The Intergovernmental Panel on Climate Change (IPCC) launched a warning call, emphasizing the benefits of keeping the temperature rise below 1.5 degrees, as to date our planet is living the consequences of an increase of temperature between 0.8 ° C and 1.2 ° C on average.
The countries that signed the Paris Agreement and committed to taking climate action should look for new ways to address the problem and should do it quickly. As you know, the Paris Agreement seeks to “limit the increase in average temperature below 2 ° C above pre-industrial levels and continue efforts to limit it to 1.5 ° C” and the IPCC report demonstrates the benefits that would only limit to an increase of 1.5 ° C.
Half a degree makes a difference. According to the co-chair of the IPCC working group, Valerie Masson Delmotte, this difference would have the following benefits:
- it would prevent a greater extinction of species,
- it would reduce the rise in sea level by 10 centimeters by 2100, saving many coastal and coastal areas (where large cities now reside),
- allow 420 million people to be less exposed to extreme heat waves and 65 million less exposed to exceptional heat waves,
- could limit the melting of the West Antarctic ice sheet, which would stop most of the world’s coral reefs from disappearing,
- and prevent more than 100 million premature deaths throughout this century.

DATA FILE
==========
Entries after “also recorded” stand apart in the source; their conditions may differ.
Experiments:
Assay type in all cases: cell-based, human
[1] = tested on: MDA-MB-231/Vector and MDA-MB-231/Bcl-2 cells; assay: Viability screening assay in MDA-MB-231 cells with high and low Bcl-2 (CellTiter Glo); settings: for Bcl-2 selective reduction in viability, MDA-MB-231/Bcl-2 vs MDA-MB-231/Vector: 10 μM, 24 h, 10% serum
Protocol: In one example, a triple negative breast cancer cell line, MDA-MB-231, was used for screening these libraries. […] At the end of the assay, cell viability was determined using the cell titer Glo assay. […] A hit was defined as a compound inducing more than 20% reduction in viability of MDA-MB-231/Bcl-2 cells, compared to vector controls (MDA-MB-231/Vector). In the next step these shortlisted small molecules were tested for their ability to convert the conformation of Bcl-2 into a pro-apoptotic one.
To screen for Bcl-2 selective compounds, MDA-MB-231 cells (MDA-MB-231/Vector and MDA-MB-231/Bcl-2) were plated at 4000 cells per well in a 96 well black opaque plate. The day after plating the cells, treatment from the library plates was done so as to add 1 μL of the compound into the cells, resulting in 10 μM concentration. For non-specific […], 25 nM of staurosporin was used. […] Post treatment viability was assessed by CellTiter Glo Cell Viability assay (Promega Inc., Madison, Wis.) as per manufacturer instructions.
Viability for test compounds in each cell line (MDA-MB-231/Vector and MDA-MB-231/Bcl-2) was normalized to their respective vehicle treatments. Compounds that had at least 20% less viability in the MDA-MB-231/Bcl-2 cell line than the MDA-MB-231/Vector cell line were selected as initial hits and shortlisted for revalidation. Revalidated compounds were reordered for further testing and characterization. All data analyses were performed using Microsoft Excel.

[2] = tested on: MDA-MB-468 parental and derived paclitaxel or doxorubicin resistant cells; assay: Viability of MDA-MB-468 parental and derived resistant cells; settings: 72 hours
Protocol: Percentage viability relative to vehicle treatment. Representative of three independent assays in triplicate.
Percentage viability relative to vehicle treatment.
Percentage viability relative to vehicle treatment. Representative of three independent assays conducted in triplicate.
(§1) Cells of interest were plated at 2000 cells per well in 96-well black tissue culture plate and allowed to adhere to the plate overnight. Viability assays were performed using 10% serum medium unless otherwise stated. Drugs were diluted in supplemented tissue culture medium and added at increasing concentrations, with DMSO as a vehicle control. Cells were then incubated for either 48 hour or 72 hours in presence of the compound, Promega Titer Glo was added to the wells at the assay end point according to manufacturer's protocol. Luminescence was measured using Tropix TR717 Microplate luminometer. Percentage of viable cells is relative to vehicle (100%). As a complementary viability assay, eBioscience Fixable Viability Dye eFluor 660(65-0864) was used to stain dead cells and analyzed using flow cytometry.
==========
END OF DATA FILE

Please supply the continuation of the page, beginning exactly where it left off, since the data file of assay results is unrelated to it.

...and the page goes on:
But reaching 1.5 ° C of average maximum temperature increase will not be easy, it implies more important changes in our consumption and growth patterns than the 2 ° C goal. The diversification of energy matrices for the adoption of renewables, sustainable land use, and urban planning will be key to reach zero net carbon emissions before 2050.
Planning is, therefore, our best ally. Reports such as “The Sustainable Infrastructure Imperative” of the New Climate Economy established that the infrastructure that is built before 2030 will be the source of 60% of future emissions. We must plan, finance, and deliver sustainable infrastructure so that the Latin American and Caribbean region guarantees an inclusive economic growth and climate-resilient development. Help countries in their decarbonization plans so that they can design sectoral goals towards a zero-carbon future.
At IDB, we are aware that climate change is a real problem in emerging economies where the impacts of the phenomenon are daily suffered. Therefore, we work together with the countries to find solutions that are sustainable. This is how the NDC Invest platform was born in 2016, where eleven countries in the region are transforming their climate commitments into investment plans in order to boost growth, development and climate action.
Photo source: Douglas Scortegagna, FLICKR